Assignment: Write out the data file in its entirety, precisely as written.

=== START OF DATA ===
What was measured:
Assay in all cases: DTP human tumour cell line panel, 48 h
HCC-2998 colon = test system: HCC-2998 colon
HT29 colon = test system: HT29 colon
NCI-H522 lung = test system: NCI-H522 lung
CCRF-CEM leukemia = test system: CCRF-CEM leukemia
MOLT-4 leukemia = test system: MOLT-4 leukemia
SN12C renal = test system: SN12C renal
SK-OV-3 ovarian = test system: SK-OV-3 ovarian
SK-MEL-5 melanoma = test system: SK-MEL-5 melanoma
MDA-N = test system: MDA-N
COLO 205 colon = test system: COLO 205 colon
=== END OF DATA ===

What was measured:
Assay in all cases: DTP human tumour cell line panel, 48 h
HCC-2998 colon = test system: HCC-2998 colon
HT29 colon = test system: HT29 colon
NCI-H522 lung = test system: NCI-H522 lung
CCRF-CEM leukemia = test system: CCRF-CEM leukemia
MOLT-4 leukemia = test system: MOLT-4 leukemia
SN12C renal = test system: SN12C renal
SK-OV-3 ovarian = test system: SK-OV-3 ovarian
SK-MEL-5 melanoma = test system: SK-MEL-5 melanoma
MDA-N = test system: MDA-N
COLO 205 colon = test system: COLO 205 colon